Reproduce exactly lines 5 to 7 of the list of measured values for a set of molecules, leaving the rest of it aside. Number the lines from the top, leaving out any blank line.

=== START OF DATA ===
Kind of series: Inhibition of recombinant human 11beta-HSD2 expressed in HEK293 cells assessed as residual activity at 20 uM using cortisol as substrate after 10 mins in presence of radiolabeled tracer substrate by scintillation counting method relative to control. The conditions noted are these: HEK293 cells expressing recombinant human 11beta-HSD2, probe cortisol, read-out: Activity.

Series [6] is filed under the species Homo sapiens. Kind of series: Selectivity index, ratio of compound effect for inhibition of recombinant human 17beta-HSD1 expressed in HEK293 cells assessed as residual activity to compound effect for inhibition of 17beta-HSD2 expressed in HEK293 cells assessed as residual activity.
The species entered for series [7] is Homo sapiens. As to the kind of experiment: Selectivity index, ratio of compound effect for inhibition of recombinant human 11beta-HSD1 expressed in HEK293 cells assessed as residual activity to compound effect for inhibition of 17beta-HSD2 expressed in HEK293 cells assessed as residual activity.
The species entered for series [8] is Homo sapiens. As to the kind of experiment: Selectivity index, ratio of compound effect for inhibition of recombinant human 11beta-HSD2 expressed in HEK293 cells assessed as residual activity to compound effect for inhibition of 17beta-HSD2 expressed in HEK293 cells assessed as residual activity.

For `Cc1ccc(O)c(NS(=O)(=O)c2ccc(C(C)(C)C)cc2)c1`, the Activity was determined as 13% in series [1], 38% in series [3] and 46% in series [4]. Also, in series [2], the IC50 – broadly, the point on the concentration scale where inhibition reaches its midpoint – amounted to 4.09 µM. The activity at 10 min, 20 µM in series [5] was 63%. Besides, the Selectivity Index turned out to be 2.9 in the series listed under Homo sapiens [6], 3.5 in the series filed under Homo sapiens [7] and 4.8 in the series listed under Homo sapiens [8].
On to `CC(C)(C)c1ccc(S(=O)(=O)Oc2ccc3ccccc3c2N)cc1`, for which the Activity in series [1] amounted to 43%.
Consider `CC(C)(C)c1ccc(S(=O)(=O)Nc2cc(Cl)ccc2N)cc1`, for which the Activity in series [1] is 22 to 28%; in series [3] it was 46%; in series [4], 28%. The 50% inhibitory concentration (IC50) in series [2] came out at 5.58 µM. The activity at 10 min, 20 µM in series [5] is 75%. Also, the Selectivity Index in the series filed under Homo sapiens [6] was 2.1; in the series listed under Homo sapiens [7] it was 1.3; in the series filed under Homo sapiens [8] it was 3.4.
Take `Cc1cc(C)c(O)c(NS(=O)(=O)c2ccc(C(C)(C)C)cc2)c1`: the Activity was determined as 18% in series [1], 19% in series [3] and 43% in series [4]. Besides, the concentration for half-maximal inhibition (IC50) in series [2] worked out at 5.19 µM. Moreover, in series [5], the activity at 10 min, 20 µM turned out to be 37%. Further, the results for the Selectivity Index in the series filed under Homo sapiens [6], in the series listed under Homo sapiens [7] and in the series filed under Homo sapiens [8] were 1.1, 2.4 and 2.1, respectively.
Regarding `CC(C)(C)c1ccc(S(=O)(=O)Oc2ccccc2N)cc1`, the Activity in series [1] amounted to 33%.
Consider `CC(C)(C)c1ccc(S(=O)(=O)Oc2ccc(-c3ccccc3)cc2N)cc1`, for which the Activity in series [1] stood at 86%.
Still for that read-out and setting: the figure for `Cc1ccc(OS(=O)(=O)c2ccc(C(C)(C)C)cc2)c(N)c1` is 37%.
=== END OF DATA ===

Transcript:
For `Cc1ccc(O)c(NS(=O)(=O)c2ccc(C(C)(C)C)cc2)c1`, the Activity was determined as 13% in series [1], 38% in series [3] and 46% in series [4]. Also, in series [2], the IC50 – broadly, the point on the concentration scale where inhibition reaches its midpoint – amounted to 4.09 µM. The activity at 10 min, 20 µM in series [5] was 63%. Besides, the Selectivity Index turned out to be 2.9 in the series listed under Homo sapiens [6], 3.5 in the series filed under Homo sapiens [7] and 4.8 in the series listed under Homo sapiens [8].
On to `CC(C)(C)c1ccc(S(=O)(=O)Oc2ccc3ccccc3c2N)cc1`, for which the Activity in series [1] amounted to 43%.
Consider `CC(C)(C)c1ccc(S(=O)(=O)Nc2cc(Cl)ccc2N)cc1`, for which the Activity in series [1] is 22 to 28%; in series [3] it was 46%; in series [4], 28%. The 50% inhibitory concentration (IC50) in series [2] came out at 5.58 µM. The activity at 10 min, 20 µM in series [5] is 75%. Also, the Selectivity Index in the series filed under Homo sapiens [6] was 2.1; in the series listed under Homo sapiens [7] it was 1.3; in the series filed under Homo sapiens [8] it was 3.4.